In the past I’ve written about and presented on the
importance of planning your search strategy.
SharePoint makes search so easy to just turn on, but without the proper
planning and understanding of how the search engine works, users will often
complain that “search sucks!” In
SharePoint Server 2010 there’s a ton of return on investment (ROI) that can be
realized through an effective search strategy.
If you think about the potential value that could be seen by enabling
everyone in your organization to find the content they are looking for within
seconds, versus having to go through a much more manual effort, it doesn’t take
too long to see the massive potential.
Planning your search strategy is more important than ever
– at least that’s what the title of this article says. Why would I make this claim? Aside from the large amount of ROI you can
realize today through a well-designed search strategy, the other thing to
consider is that search is going to be more pervasive in SharePoint Server
2013. Not only will there be great new
features available in search, but it will also be one of the primary ways to do
Let me back up for a moment. Traditionally in SharePoint the way a user
would use search would be to type in a query and hit the search button, then
get results back. This process is
referred to as “keyword searching.” With
SharePoint Server 2013 this will still be possible, but search can also be used
to drive content to the page even if a user doesn’t run a query. This concept sounds a little confusing at
first, but chances are you’ve already seen this in action across the Internet. Have you ever been to a site where you’ve
done some online shopping and then the next time you go to the homepage there
are items being suggested to you based on items you’ve recently viewed or
purchased? That approach is called
“search driven content.”
There’s a long list of reasons as to why this is a very
good thing but I’ll try to list a few of the main reasons:
Content can now be rolled up across site
collections. This was always a limiting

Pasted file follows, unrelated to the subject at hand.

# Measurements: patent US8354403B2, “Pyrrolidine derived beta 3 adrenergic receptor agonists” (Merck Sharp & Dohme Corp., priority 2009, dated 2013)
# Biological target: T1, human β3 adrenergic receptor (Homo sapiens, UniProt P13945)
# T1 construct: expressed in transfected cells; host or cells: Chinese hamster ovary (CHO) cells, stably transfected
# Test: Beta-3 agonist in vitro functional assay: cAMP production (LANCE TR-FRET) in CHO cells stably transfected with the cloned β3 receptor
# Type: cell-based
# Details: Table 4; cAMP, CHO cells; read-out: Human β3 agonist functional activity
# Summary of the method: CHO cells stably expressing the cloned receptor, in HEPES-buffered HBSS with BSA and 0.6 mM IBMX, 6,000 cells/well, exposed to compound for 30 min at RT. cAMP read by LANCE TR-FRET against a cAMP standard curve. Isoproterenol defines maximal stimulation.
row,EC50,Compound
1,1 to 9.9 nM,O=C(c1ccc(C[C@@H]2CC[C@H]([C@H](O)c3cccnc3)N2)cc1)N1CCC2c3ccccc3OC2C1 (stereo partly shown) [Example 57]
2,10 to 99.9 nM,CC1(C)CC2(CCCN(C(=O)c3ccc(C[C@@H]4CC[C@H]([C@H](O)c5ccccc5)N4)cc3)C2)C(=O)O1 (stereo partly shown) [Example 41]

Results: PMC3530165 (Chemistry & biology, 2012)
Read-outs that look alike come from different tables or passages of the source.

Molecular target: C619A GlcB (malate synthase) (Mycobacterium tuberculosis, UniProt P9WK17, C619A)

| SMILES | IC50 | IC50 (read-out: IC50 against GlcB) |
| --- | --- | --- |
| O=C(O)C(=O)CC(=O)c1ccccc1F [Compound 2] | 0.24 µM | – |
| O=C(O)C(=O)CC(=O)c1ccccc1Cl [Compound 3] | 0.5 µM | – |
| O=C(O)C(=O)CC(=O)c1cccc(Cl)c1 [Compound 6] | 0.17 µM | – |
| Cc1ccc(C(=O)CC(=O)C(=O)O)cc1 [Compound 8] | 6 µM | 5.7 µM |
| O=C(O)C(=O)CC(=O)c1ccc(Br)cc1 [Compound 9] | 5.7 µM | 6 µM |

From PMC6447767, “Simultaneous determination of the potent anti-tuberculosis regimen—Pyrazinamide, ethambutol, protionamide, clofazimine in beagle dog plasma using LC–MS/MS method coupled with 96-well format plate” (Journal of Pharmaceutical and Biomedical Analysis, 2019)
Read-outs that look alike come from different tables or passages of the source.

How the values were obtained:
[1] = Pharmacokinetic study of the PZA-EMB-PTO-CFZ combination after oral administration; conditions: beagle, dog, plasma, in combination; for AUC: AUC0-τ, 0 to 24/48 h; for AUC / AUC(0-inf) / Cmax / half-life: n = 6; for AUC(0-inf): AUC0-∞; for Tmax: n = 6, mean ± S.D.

factor with the Content Query Web Part or Data View Web Part.
Search performs much better as a way to roll up
content than previous web parts.
If you can get content into your search index,
you’ll be able to surface it. This opens
up new possibilities for content management scenarios – perhaps you were
indexing content that came from SQL as well as other line-of-business
applications. You’ll now have new ways
in which you can surface that content to your users.
This is all really scratching the surface of what will be
possible. The key takeaway here is that
even if your company isn’t planning to migrate to SharePoint Server 2013 right
away, all of those search strategy planning techniques that provide tons of ROI
in SharePoint 2010 will provide even more in the next version. If you haven’t spent much time on search
strategy planning, now is the perfect time to learn!
John Ross is a SharePoint
MVP and Senior Consultant with SharePoint911, a Rackspace company. John is
co-author of the books, “Professional SharePoint 2010 Branding and User
Interface Design” and the upcoming “Real World SharePoint 2010: Indispensable
Experiences from 23 SharePoint MVPs.” Visit his blog at http://johnrossjr.wordpress.com or on twitter at
Related Search Term(s): SharePoint, search, SharePoint 2013
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